Thursday, May 26, 2011

...there's a hole in the clouds somewhere

As my readers know, I moved out of my condo in February. The intervening months have been a “come as you are.”  I was terribly organized about the clothes packing thing, largely thanks to my friend, Joanie. And her system has worked rather well. For the most part. 
Keep in mind, I’m not operating out of an efficient, packed-for-business rolling bag. I have ALL my clothes with me during this transition. Every last thing. Almost. Some winter things are still in Georgia. And Tuscaloosa. For any of you who have lived in suitcase-land, AKA moving limbo, you will understand. I am happy to report that last Wednesday was an especially good day. I found my silver loop earrings.   
After spending a month in Georgia, I came to the west coast. Home, for the moment, is a sailboat. The v-berth...or, as I like to call it, “my crawl-in closet”...has room for my clothes, a blanket and a pillow. Cozy. This is adventure living!  No yard work involved.  I occasionally re-position the boat in the slip when the wind blows. I am also happy to report that I can now make a pretty knot and coil. Just don’t ask me the name of the configuration.
This morning I am ensconced below deck. Motionless except, of course, for fingers on the keyboard. Enforced stillness for the most delightful reason. Part of my boat-sitting responsibility is to facilitate the re-naming process. A wonderful artist name Mike is currently painting the new name on the sloop. He can’t have me jumping around below decks while he works. 
My marina life has afforded me the best of all possible worlds. I have solitude. And I have community. A number of live-in’s have introduced themselves. One, a grandmother, lives three docks over. She’s a delight.  Spunky and positive. Another, close to my age, lives two docks away. She immediately took emergency information in the event of the unforeseen. Thoughtful. We have bonded through stories shared in the marina laundry.  
Privacy is respected here. But when you are sitting on your fanny tugging on a line, help is offered. I’ve noticed also that sailors do not mind inquiries about their respective ladies (boats, I’m speaking of boats here). Quite the contrary. And I love to observe the relationship that exists between captain and boat. Recently a 34 ft. Hunter docked in the adjacent slip in the late afternoon. After the equipment was stowed, the sailor carefully hosed her down with fresh water. He stopped and wiped the stainless rail with his sleeve, then disappeared below decks. In a few minutes he reappeared, a satchel in hand. He climbed onto the floating dock and walked away. Head down, he slowly moved in my direction, then stopped suddenly. I watched  as he turned around, shoved his left hand into his trouser pocket, and rocked back on his heels. His eyes swept over the beloved boat, one long, last tender look before leaving.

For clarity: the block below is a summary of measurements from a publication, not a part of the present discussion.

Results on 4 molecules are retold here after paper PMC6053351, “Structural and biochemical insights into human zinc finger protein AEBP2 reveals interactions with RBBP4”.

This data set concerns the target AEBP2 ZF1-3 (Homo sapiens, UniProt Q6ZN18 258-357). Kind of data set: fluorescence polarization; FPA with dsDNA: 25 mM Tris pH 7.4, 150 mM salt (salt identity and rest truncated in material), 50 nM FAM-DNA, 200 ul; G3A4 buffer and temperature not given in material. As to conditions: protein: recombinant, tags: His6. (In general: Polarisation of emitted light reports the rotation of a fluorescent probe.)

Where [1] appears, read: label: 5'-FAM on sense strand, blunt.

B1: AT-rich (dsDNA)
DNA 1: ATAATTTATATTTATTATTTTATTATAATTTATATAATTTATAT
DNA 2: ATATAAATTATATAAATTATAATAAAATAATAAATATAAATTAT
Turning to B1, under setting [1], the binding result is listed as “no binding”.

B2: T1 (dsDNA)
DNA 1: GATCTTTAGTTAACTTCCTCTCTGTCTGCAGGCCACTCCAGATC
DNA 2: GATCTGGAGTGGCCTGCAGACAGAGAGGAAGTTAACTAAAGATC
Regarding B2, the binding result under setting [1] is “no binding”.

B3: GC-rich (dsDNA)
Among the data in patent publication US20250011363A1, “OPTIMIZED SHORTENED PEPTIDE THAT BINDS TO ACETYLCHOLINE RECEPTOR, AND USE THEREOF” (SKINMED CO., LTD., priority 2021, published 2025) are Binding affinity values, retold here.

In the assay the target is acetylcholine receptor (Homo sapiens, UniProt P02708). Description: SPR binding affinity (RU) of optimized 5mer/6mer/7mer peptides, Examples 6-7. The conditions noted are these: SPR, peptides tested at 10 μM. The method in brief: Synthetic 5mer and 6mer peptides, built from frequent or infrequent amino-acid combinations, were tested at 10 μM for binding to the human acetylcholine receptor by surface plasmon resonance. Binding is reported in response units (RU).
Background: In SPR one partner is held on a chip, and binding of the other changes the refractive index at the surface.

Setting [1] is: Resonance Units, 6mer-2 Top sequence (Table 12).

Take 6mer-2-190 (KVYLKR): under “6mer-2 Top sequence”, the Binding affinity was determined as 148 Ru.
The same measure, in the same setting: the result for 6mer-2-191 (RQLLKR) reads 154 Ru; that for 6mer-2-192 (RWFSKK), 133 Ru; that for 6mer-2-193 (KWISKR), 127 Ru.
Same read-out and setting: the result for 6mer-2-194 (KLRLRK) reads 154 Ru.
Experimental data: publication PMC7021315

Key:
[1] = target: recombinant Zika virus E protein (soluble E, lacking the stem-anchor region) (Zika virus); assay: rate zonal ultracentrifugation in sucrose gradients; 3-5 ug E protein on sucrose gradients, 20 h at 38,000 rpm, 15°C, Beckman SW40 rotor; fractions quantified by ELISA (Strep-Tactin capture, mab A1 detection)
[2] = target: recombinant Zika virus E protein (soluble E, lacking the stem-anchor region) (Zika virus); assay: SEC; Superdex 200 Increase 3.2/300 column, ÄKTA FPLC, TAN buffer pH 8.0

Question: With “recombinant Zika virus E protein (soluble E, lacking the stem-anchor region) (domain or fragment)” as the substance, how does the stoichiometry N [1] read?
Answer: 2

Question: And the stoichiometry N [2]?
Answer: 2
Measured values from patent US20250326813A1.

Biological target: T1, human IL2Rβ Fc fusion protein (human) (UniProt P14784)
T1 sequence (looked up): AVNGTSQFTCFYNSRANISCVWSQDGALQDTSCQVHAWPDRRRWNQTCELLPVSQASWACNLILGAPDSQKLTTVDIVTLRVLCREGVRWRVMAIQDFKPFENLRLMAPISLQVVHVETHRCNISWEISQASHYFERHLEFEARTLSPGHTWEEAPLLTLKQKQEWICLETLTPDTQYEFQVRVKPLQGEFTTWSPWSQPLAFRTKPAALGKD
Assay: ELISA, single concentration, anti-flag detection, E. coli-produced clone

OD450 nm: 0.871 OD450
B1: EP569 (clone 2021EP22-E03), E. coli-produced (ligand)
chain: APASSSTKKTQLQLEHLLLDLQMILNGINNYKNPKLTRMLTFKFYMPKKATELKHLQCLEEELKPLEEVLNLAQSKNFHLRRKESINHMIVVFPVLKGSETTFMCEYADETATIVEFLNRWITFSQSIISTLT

This lends credence to my theory about widow’s walks. Supposedly these rooftop spaces were inhabited by wives who watched their men leave in tall ships. Widowed by the long voyages. Enter the Wiki (text and photo):
“However, there is little or no evidence that widow’s walks were intended or regularly used for this purpose.  [They] are, in fact, a standard decorative feature of Italianate architecture, which was very popular during the height of the Age of Sail in many North American coastal communities. Beyond their use as viewing platforms, they are frequently built around the chimney of the residence, thus creating an easy access route to the structure. This allows the residents to pour sand down burning chimneys in the event of a chimney fire in the hope of preventing the house from burning down.” The Wiki refers to the design as “high maintenance and prone to leaks.” What boat owner wouldn’t grasp this concept?
Interesting. But I can hear Captain Smith explaining to his wife the need for such a design element. “I’m only thinking of your safety, dear. And, of course, I care about the style in which you live. All alone much of the time. So unselfish. The very least I can do.” (In my mind, Captain Smith looks amazingly like a young Rex Harrison in “The Ghost and Mrs. Muir.”  Ahhhhh.) And while the words are slipping through his lips, a scene plays in HIS mind. He is home from the sea. The nautical clock in the hall has just struck three bells (two-thirty a.m. - an explanation of bells will have to wait for another blog). He slips out of the four-poster bed, walks quietly out of the room and journeys toward the housetop. Armed with his spyglass, he climbs into the cupola.  Off in the distance, lit by a full moon, gently rocking by the dock, is his ship. All is well. He smiles as he walks down the winding stairs to check on his other lady.